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These reconstructions of the two known Kronosaurus species (K. queenslandicus and K. boyacensis) demonstrate the tremendous variances between these killer cousins of the Cretaceous Period.
Although the upper size limit of macropliosaurs is speculative and Kronosaurus was only a medium-sized species, we know that, at a minimum, these two behemoths exceeded 11 meters (36 feet) and some 15 short tons.
What is of greater interest to me is the adaptive differences in the their skull designs. Whereas K. queenslandicus has sleeker, blade-like jaws with shearing teeth ( a design that allowed it to prey on fish and ichthyosaurs and slice larger prey into smaller pieces), K. boyacensis had larger, heavier jaws and longer fangs. The temporal fenestrae are also bigger, allowing for the attachment of enormous bite muscles.
This heavier skull design (built, ostensibly, to withstand the violent struggles of large prey items) and the bigger, slightly curved teeth would seem to indicate that K. boyacensis was more of a bolt-shake feeder and that it bit into its prey, twisting and writhing like a great white shark to rip away large chunks. (for the record, the Kronosaurus imperator from my novels is more similar to this creature)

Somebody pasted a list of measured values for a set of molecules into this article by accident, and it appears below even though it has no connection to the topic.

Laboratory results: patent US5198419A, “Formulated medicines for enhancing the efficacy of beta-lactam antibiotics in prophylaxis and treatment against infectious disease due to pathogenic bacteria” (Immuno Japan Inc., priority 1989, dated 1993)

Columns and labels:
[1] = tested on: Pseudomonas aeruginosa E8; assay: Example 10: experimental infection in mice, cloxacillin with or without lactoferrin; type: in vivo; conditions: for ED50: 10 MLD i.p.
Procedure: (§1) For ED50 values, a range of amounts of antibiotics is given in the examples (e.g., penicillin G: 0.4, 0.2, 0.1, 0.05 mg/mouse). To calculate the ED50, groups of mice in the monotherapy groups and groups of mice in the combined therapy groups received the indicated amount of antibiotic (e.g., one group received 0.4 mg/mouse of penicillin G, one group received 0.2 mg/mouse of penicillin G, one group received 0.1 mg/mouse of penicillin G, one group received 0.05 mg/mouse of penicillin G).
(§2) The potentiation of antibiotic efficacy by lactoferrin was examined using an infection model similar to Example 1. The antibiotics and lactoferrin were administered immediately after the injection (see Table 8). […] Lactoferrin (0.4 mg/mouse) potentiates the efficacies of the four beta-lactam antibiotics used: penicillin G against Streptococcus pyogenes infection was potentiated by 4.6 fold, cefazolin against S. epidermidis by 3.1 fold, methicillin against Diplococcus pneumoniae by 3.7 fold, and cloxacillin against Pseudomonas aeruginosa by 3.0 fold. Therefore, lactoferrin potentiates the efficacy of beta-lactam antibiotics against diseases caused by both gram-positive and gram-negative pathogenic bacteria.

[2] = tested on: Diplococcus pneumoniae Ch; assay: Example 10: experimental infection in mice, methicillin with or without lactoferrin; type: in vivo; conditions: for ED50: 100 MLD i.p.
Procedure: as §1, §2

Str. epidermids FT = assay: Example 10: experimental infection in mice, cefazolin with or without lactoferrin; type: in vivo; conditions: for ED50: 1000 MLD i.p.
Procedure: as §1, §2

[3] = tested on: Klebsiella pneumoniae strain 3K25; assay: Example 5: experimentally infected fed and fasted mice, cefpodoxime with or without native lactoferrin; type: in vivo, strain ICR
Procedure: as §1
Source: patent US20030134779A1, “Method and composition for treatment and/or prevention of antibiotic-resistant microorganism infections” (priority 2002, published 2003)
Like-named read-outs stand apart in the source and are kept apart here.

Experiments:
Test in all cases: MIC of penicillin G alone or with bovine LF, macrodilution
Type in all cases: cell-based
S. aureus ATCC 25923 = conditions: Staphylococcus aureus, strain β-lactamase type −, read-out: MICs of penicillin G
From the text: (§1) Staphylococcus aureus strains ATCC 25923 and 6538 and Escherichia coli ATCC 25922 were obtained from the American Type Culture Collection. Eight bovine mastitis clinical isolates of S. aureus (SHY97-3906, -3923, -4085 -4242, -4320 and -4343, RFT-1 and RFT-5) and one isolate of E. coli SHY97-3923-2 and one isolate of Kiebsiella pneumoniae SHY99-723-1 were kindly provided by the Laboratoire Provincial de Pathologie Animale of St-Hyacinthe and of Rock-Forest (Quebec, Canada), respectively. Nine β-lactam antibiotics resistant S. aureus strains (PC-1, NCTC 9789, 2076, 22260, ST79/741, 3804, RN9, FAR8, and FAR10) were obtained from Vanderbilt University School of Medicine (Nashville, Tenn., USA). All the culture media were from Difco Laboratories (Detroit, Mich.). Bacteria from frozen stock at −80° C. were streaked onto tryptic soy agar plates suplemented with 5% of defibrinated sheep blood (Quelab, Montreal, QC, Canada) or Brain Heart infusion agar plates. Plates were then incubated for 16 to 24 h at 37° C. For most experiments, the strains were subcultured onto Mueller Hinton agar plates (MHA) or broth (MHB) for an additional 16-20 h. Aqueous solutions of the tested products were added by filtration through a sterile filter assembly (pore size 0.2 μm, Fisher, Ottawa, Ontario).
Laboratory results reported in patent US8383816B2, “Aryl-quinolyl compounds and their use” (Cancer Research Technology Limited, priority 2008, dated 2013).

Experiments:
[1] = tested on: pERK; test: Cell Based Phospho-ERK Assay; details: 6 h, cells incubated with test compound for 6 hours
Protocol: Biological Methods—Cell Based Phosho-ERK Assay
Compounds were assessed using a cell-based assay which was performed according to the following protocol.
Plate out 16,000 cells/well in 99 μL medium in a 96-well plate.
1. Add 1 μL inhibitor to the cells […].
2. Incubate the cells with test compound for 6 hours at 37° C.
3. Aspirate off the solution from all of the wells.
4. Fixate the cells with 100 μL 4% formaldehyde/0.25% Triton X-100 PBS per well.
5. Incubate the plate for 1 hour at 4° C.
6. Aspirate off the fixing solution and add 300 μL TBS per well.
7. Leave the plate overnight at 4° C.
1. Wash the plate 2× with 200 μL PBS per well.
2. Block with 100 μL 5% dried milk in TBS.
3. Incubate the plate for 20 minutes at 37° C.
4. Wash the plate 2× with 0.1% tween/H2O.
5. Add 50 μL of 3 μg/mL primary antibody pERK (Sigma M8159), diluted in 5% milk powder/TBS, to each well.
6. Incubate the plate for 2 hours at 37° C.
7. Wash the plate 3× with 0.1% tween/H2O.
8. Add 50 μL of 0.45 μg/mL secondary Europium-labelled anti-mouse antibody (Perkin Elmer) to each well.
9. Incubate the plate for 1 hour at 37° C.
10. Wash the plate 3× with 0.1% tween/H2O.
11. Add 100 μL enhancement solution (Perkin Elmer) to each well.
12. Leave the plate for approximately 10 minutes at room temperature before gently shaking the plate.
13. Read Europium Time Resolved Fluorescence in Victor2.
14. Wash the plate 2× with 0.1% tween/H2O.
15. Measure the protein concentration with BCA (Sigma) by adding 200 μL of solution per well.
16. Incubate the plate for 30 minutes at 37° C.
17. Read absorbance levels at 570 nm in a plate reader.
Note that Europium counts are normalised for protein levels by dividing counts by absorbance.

It would also seem to indicate that there were very large prey items for this animal to feed upon. Whether it was a proficient shark killer like some sub-species of Orca (there were plenty of 20+ foot sharks present during the early Cretaceous period) or there were even larger, yet-to-be-discovered fish or primeval cephalopods on the big pliosaurs’ menus remains to be seen.
Max Hawthorne, author